A tropical cyclone is a relatively small, intensely developed low pressure cell that usually occur over warm oceans. Its diameter can range between 200 and 2 000 km. It is characterized by a warm centre, very steep pressure gradients and strong cyclonic (clockwise in the southern hemisphere) winds near the Earth's surface. Tropical cyclones with a maximum wind speed of less than 60 km/h are called tropical depressions; when the maximum wind speed ranges between 60 and 110 km/h, they are tropical storms, and when the maximum wind speed exceeds 110 km/h, they are called tropical cyclones. (In the North Atlantic and eastern North Pacific regions it is called hurricanes, in the western North Pacific typhoons.)
The process by which a disturbance in the pressure pattern forms and subsequently strengthens into a tropical cyclone depends on at least three conditions:
(1) Developing tropical cyclones gather heat and energy through contact with warm ocean waters. This usually happens between 5 and 20 North and South.
(2) The addition of moisture by evaporation of sea water from the sea surface powers them like giant heat engines, i.e. it draws its energy from the evaporation of sea water under the storm.
(3) A wind pattern near the ocean surface that spirals air inward, is also necessary.
The net result of these processes is a towering column of spiralling air with an intense low pressure in its centre. Bands of thunderstorms form, allowing the air to warm further and rise higher into the atmosphere.
The centre, or eye, of a tropical cyclone is relatively calm and warm. The eye itself is clear, mainly because of gently subsiding air within it. The eye is extremely warm near the top of the storm circulation, reaching temperatures as much as 10°C greater than that of the undisturbed environment at the same altitude. Near the sea surface the air has virtually the same temperature through the storm.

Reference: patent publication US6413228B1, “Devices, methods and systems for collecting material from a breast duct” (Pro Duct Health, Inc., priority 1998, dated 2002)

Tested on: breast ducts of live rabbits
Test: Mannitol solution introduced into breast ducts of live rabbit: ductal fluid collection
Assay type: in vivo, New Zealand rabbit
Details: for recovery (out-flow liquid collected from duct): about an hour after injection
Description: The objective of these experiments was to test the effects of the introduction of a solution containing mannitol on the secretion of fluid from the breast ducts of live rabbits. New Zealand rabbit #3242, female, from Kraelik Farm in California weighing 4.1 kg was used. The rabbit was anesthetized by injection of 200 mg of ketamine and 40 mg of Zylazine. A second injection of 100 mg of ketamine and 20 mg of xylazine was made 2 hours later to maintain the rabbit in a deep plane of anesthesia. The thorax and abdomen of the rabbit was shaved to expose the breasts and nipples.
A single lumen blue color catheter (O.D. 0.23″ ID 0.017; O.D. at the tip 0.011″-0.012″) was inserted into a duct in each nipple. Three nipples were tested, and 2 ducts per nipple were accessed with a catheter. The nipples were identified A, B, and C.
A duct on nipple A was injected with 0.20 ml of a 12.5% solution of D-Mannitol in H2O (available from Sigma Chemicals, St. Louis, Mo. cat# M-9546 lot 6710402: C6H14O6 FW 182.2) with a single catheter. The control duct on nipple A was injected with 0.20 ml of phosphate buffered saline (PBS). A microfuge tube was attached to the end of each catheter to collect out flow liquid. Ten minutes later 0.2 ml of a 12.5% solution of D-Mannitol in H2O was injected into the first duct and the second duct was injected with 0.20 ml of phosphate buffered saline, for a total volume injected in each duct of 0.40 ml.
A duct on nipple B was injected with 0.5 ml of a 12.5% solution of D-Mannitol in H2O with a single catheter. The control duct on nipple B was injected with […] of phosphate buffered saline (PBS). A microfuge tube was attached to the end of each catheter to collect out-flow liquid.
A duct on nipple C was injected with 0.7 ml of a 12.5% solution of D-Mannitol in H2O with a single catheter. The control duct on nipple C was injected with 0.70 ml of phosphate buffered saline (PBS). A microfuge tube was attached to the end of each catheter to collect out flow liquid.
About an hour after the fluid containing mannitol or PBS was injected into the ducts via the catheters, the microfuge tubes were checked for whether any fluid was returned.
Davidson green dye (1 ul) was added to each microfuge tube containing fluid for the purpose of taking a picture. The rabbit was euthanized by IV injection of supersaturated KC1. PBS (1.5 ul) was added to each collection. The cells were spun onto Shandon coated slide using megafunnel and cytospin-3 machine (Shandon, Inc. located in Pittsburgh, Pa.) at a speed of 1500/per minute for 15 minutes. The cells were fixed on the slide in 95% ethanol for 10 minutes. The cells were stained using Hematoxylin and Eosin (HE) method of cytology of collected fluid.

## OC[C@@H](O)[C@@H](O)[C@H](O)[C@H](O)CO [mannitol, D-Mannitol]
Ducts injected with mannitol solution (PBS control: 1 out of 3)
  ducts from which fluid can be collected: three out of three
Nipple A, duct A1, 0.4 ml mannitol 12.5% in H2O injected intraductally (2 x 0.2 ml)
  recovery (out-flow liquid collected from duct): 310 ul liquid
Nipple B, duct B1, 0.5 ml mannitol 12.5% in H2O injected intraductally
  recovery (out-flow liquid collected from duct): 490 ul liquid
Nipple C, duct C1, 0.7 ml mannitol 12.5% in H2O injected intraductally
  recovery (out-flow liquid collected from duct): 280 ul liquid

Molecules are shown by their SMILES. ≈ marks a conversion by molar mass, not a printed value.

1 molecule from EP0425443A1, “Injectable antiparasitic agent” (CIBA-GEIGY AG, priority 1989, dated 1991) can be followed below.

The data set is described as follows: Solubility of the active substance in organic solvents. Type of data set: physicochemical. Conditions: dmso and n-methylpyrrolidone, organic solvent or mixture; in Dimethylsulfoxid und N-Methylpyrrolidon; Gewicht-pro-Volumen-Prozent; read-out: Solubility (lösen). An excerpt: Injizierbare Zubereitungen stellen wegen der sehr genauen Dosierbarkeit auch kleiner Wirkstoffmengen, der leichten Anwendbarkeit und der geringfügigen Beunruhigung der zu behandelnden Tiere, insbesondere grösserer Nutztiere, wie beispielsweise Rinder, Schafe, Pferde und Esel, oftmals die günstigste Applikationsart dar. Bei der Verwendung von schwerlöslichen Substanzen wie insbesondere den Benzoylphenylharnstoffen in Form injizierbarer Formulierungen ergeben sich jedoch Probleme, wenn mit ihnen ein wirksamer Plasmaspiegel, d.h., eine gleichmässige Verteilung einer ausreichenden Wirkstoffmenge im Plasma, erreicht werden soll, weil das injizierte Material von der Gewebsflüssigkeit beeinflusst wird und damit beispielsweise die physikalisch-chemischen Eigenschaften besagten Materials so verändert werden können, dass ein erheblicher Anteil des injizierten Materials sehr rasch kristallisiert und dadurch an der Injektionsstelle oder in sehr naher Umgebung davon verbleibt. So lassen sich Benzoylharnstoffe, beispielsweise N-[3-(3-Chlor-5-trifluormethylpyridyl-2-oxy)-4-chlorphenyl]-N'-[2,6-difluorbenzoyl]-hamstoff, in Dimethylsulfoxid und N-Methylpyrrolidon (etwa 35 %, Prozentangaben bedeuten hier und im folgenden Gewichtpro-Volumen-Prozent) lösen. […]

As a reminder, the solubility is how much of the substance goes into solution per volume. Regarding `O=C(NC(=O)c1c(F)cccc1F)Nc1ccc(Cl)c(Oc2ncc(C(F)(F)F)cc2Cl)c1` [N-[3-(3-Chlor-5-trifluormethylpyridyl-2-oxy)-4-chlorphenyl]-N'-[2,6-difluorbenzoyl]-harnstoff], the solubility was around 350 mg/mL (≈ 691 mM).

A spectacular wall of cloud (mainly cumulonimbus) rings the edge of the eye from sea level to heights of over 15 km. This ring of cloud, called the eyewall, maybe tens of kilometres thick, while a dense cirrus and altostratus overcast may extend outward several hundred kilometres from the eyewall. The most violent activity takes place in the eyewall. At the top of the eyewall, most of the air is propelled outward, increasing the air's upward motion.
Once a mature tropical cyclone forms, it can last while the atmospheric and oceanic conditions remain favourable - a duration of 1 week is typical. Tropical cyclones decay when they move over land (called landfall) or cold ocean water - more rapidly over land, particularly if the terrain is rough.
The weather associated with tropical cyclones
Tropical cyclones are always accompanied by torrential rain. A single storm may yield up to 3 000 mm of rain. Heavy rains sometimes occur many days after landfall and are also very destructive. It may give rise to floods.
Because of the steep pressure gradient, strong winds occur. The wind speed rises rapidly from nearly zero in the eye to its maximum value at a radius between 10 and 100 km from the centre. The strongest winds occur near the leading edge (in front) of the storm.
The destruction associated with tropical cyclones results not only from the force of the wind, but also from the storm surge and the waves it generates. The storm surge is experienced as a rapid rise of sea level near that portion of the eyewall associated with onshore winds, sometimes reaching a height of more than 6 metres and accompanied by very large wind-driven waves. Much of the death toll in tropical cyclones is due to the storm surge. The net result of the raised sea level, strong winds and torrential rains is to inflict severe damage on coastlines affected by the storm, especially those which are low-lying.